Considering Homeschool This Year?

Another Hatchett Job blog, Creative CommonsAs Back to School sales begin in earnest in the stores, some parents struggle with the decision of whether to send their child to public schools. Private schools are an option for those who are open to them. Homeschooling is another option, but it is often difficult to make the decision to homeschool when faced with little understanding or support from your family and friends.

Even worse, it is hard to consider doing something when you are filled with self-doubt about whether or not you could actually be successful at it.

Let’s face it, every homeschool parent has felt this way at one time or another. I did. And, I have taught both public and private high school classes. And, I worried about teaching my sons at home. Honestly, there are parts that went really well and parts that, in retrospect, I would do differently if I could do them over. But, I am satisfied that for my children, I did as well or better than the schools in our area could have done.

In an effort of full disclosure, I have one gifted student and one special needs (but smart as a whip) child and we didn’t seriously homeschool until the oldest was starting high school and the youngest was in middle school. We had done one year of homeschooling in the elementary years.

My boys both began in a public charter school when I was teaching public school. After a year of homeschooling and being home with them, I was offered a high school teaching position in a local Christian school that was k-12. My kids were right down the hall from me and I could keep track of how they were. For several years, that worked really well for us.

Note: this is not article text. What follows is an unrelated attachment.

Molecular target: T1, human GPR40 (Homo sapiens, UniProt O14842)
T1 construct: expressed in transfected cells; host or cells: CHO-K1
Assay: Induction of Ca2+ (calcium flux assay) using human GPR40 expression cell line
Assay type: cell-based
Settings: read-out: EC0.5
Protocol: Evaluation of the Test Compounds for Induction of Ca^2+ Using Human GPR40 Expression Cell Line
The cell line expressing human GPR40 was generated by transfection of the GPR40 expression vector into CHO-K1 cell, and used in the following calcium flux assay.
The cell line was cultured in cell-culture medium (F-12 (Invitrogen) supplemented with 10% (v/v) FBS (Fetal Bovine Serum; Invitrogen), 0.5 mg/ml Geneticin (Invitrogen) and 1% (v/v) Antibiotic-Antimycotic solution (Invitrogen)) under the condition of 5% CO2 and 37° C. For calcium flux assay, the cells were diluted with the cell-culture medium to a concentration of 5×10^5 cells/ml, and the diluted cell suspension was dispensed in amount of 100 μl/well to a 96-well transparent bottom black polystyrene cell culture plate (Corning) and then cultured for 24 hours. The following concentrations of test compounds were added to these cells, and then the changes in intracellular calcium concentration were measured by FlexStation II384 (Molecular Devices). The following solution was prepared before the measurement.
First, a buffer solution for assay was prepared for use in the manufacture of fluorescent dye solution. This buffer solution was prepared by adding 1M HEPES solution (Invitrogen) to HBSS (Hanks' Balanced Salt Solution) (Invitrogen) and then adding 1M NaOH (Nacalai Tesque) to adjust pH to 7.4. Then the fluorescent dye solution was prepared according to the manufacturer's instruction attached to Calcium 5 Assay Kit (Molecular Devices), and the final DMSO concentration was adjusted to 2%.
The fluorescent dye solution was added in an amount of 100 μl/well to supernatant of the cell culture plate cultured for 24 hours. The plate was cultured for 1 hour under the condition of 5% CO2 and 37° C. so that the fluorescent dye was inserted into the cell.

When it didn’t, we began to homeschool again, eventually leading to my running a co-op for a year and teaching high school Science and Literature courses for various homeschoolers.

So, you can see that I have tried all of the alternatives that were local to us and they all have strengths and weaknesses. However, homeschooling is where my children have blossomed.

There are myriad reasons to consider homeschooling in the first place. The following articles are from a series that I wrote outlining the most common reasons that I know of that people choose to homeschool. I hope that they can help you to learn if homeschooling may be of benefit to your family.

Why Homeschool?

Why Homeschool?  Academic Excellence

Why Homeschool?  Appropriate Socialization

Why Homeschool?  Field Trips

Why Homeschool?  Child Led Learning

Why Homeschool?  School Safety

Why Homeschool?  Religion

Why Homeschool?  Learning Styles & Multiple Intelligences

Why Homeschool?  Life Long Learners

Do you homeschool?  Are you considering it?

Till next time,

Another Hatchett Job blog, signature, Jan Hatchett


Homemade Salsa

Another Hatchett Job, cooking, canning, salsa, frugal life, frugal gifts, photo by Eddie HatchettThere is nothing that my family likes better than homemade salsa throughout the year. It is the one thing that my sons request that I make in large quantities (that includes the many jams and sweet goodies that I also make).

For them, Mama’s homemade salsa is a sure winner!

I wish I could take credit for this amazing salsa making prowess, but, alas, I cannot. I learned to make homemade salsa from my wonderful hubby, who, in turn, had learned from his mother, an excellent cook.

However, she made hers fresh in small batches whenever she needed some and I make mine and can it for year round eating and some gifts. Hubby and I have learned how to expand those same fresh flavors into a safely canned product that we have been making for years.

First off, please consult a good book or website on food preservation and review the section on Water Bath Canning. As salsa is a high acid food, it can be easily canned in glass jars with two part lids.

This year, we have not had luck with growing tomatoes (last year, either), so we are using #10 cans of diced tomatoes that we got from our local grocery store. It is an economical alternative to fresh tomatoes when they aren’t at hand. It also enables me to make a batch on the fly when tomatoes aren’t in season for gift giving or if we run out (hungry hubby and two teen sons and all that).